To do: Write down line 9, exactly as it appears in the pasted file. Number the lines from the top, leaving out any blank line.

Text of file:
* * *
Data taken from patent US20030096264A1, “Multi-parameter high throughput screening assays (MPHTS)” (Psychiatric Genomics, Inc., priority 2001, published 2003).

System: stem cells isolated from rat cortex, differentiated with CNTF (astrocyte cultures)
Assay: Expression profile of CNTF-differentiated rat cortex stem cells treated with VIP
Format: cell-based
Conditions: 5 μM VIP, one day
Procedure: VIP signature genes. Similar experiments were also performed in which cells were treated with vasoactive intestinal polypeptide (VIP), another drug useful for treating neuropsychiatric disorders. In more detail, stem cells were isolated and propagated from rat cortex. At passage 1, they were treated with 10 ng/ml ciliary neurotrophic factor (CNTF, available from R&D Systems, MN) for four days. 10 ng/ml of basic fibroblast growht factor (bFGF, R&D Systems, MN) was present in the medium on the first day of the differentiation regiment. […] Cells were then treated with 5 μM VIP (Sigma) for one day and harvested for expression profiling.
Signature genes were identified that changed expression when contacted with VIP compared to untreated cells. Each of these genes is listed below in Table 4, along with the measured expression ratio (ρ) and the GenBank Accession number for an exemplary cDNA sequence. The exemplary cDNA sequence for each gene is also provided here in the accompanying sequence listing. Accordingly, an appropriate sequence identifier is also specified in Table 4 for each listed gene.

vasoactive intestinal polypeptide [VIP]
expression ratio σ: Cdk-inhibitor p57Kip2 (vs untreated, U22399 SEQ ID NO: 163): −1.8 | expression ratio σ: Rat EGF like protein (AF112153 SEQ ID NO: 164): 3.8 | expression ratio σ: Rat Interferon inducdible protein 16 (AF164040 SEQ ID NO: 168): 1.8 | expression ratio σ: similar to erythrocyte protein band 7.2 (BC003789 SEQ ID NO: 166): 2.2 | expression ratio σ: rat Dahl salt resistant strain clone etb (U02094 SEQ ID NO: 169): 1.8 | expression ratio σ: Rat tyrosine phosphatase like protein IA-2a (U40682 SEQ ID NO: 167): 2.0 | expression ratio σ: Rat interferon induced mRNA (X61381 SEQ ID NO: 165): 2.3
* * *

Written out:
expression ratio σ: Cdk-inhibitor p57Kip2 (vs untreated, U22399 SEQ ID NO: 163): −1.8 | expression ratio σ: Rat EGF like protein (AF112153 SEQ ID NO: 164): 3.8 | expression ratio σ: Rat Interferon inducdible protein 16 (AF164040 SEQ ID NO: 168): 1.8 | expression ratio σ: similar to erythrocyte protein band 7.2 (BC003789 SEQ ID NO: 166): 2.2 | expression ratio σ: rat Dahl salt resistant strain clone etb (U02094 SEQ ID NO: 169): 1.8 | expression ratio σ: Rat tyrosine phosphatase like protein IA-2a (U40682 SEQ ID NO: 167): 2.0 | expression ratio σ: Rat interferon induced mRNA (X61381 SEQ ID NO: 165): 2.3